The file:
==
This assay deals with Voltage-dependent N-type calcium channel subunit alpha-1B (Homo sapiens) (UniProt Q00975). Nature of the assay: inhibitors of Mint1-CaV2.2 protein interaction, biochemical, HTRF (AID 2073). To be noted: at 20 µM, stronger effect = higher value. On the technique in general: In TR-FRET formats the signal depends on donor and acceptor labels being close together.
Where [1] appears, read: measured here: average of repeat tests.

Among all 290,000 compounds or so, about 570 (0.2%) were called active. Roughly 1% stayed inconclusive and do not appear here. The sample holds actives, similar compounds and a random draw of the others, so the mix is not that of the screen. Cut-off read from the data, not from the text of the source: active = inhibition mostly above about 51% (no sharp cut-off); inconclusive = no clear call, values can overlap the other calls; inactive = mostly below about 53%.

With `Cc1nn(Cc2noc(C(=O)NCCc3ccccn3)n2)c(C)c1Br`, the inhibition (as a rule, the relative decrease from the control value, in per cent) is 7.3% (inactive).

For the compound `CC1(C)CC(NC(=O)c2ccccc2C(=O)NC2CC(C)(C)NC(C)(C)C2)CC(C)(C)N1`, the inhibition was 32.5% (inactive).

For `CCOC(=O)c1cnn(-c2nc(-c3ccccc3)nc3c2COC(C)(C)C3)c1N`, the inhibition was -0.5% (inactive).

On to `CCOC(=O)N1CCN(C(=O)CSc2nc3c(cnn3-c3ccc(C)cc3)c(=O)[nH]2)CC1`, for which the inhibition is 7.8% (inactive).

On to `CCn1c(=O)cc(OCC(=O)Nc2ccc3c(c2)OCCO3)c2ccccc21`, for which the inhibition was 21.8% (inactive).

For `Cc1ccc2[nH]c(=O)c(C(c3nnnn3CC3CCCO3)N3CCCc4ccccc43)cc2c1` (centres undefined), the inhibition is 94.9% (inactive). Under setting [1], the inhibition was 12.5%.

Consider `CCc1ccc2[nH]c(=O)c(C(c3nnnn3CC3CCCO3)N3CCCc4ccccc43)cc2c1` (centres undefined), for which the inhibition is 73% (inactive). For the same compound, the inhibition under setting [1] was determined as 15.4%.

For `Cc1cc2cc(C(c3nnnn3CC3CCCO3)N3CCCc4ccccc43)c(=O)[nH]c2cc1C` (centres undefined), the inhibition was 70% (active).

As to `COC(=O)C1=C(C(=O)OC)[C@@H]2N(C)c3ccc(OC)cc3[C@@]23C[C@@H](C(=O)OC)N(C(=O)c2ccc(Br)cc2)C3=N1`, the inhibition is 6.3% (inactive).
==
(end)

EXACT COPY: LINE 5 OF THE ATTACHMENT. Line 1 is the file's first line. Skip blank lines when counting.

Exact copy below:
For the compound `CC1(C)CC(NC(=O)c2ccccc2C(=O)NC2CC(C)(C)NC(C)(C)C2)CC(C)(C)N1`, the inhibition was 32.5% (inactive).